By: Gregory Kane
This Memorial Day, there’s one gravesite I’ll make sure to visit. The only problem is, I don’t know where it’s located.
But I’m sure the object of my search is definitely dead. That would be the thing I call the Great American Backbone. Remember when this nation, and its leaders, had backbone?
That backbone must be dead. How else do you explain Mexican President Felipe Calderon swaggering into Washington D.C. earlier this month, proclaiming Arizona’s law requiring cops to question those legally stopped about their immigration status “discriminatory,” and getting a standing ovation from some members of Congress?
How else do you explain the silence from most members of Congress after Calderon urged them to pass another law banning assault weapons, as if he had the business to presume to tell us how to run our country?
Calderon is the one who can’t get a handle on drug gangs waging a veritable insurrection in his country. You’d have thought those Democrats who cheered him on would have mentioned that, but they were too busy groveling.
It was the most craven display since Nation of Islam leader Min. Louis Farrakhan chumped members of the National Association of Black Journalists – at their own convention. That one happened in 1996.
The NABJ had invited Farrakhan as the keynote speaker. He spent most of his speech dissing the journalists, talking about how their “failure” to go to bat for him when the “white media” criticized him. After he got through telling them how worthless they were, the journalists rose to their feet and gave him a standing ovation.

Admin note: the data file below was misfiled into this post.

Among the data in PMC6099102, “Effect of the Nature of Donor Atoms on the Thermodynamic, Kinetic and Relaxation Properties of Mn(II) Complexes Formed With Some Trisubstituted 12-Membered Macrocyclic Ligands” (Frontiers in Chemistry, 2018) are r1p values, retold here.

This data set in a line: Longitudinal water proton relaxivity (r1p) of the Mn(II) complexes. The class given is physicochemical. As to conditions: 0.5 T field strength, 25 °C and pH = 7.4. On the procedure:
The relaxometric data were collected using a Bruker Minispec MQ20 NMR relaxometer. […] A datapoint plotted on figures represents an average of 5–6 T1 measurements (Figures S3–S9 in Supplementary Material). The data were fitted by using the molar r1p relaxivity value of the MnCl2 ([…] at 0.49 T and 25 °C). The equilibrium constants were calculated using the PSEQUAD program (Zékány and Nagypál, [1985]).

I’m betting most of them were Democrats.
The nation’s leading Democrat, President Obama, was no better than those in Congress. After Calderon expressed his disapproval of Arizona’s Senate Bill 1070 during a press conference in the Rose Garden, Obama was quick to second the motion. Here’s what Obama should have said to Calderon:
“It’s inappropriate for you as a head of state to comment on our nation’s internal matters. Furthermore, Mr. Calderon, our nation liberalized its immigration laws considerably by passing the Immigration and Naturalization Act of 1965.
“The result has been an influx of immigrants from Asia, Latin America, Africa and the Middle East that has transformed America into the most ethnically and racially diverse country in the world. Your country, on the other hand, has mostly Mexicans, and, compared to ours, a rather draconian immigration law.”
Yes, that’s what Obama should have told Calderon, and would have told him, if he had the backbone. But Americans who cast ballots in the presidential election of 2008 didn’t go for backbone. We went for change, hope and the audacity of hope. We had little use for backbone, and in Obama, we’ll never get it.
But my search for the gravesite of the Great American Backbone may be premature. Maybe it isn’t dead. Maybe it’s simply fled the Democratic Party and taken up residence in … Sen. John Cornyn of Texas.
It was Cornyn who chided both Calderon and Obama for the Mexican president’s stepping out of line with his comments. It was Cornyn who mustered the backbone to tell Mr. “We Send Back Them” that if he wants to be part of America’s debate about illegal immigration, then he’s more than welcome to move to this country and apply for citizenship.
When Obama and the rest of the nation’s Democrats were getting seconds and thirds of wuss juice, Cornyn was in the line getting an extra dose of backbone. I hope he has enough to spread around to the Democrats.
Examiner columnist Gregory Kane is a Pulitzer-nominated news and opinion journalist who has covered people and politics from Baltimore to the Sudan.